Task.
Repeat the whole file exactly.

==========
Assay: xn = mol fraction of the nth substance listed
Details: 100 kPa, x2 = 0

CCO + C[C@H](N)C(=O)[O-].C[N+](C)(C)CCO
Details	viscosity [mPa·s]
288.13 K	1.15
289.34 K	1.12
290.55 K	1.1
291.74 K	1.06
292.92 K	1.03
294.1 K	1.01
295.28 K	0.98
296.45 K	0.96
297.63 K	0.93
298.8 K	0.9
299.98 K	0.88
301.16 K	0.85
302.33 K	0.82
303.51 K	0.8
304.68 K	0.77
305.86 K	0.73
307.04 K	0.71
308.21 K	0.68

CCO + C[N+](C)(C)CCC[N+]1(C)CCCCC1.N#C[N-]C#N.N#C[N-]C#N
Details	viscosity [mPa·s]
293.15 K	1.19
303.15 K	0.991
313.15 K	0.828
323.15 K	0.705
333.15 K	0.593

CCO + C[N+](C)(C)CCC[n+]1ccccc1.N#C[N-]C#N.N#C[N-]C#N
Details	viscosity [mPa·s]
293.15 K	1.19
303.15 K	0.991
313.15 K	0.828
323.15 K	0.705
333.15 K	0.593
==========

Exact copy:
Assay: xn = mol fraction of the nth substance listed
Details: 100 kPa, x2 = 0

CCO + C[C@H](N)C(=O)[O-].C[N+](C)(C)CCO
Details	viscosity [mPa·s]
288.13 K	1.15
289.34 K	1.12
290.55 K	1.1
291.74 K	1.06
292.92 K	1.03
294.1 K	1.01
295.28 K	0.98
296.45 K	0.96
297.63 K	0.93
298.8 K	0.9
299.98 K	0.88
301.16 K	0.85
302.33 K	0.82
303.51 K	0.8
304.68 K	0.77
305.86 K	0.73
307.04 K	0.71
308.21 K	0.68

CCO + C[N+](C)(C)CCC[N+]1(C)CCCCC1.N#C[N-]C#N.N#C[N-]C#N
Details	viscosity [mPa·s]
293.15 K	1.19
303.15 K	0.991
313.15 K	0.828
323.15 K	0.705
333.15 K	0.593

CCO + C[N+](C)(C)CCC[n+]1ccccc1.N#C[N-]C#N.N#C[N-]C#N
Details	viscosity [mPa·s]
293.15 K	1.19
303.15 K	0.991
313.15 K	0.828
323.15 K	0.705
333.15 K	0.593